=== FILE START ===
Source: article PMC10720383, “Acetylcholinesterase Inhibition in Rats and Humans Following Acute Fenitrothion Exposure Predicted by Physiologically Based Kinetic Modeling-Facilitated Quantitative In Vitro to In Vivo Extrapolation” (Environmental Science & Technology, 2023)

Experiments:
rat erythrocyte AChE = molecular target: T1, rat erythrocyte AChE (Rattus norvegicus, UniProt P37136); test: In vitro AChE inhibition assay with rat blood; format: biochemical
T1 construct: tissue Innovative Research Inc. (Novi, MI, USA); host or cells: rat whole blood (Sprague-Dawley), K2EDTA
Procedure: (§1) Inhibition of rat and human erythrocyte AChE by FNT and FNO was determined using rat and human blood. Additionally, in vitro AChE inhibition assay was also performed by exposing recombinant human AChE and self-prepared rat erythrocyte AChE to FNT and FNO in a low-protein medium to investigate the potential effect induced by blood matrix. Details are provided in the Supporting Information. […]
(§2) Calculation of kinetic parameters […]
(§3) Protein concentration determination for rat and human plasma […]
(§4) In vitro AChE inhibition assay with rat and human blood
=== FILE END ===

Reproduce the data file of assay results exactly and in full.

Source: article PMC10720383, “Acetylcholinesterase Inhibition in Rats and Humans Following Acute Fenitrothion Exposure Predicted by Physiologically Based Kinetic Modeling-Facilitated Quantitative In Vitro to In Vivo Extrapolation” (Environmental Science & Technology, 2023)

Experiments:
rat erythrocyte AChE = molecular target: T1, rat erythrocyte AChE (Rattus norvegicus, UniProt P37136); test: In vitro AChE inhibition assay with rat blood; format: biochemical
T1 construct: tissue Innovative Research Inc. (Novi, MI, USA); host or cells: rat whole blood (Sprague-Dawley), K2EDTA
Procedure: (§1) Inhibition of rat and human erythrocyte AChE by FNT and FNO was determined using rat and human blood. Additionally, in vitro AChE inhibition assay was also performed by exposing recombinant human AChE and self-prepared rat erythrocyte AChE to FNT and FNO in a low-protein medium to investigate the potential effect induced by blood matrix. Details are provided in the Supporting Information. […]
(§2) Calculation of kinetic parameters […]
(§3) Protein concentration determination for rat and human plasma […]
(§4) In vitro AChE inhibition assay with rat and human blood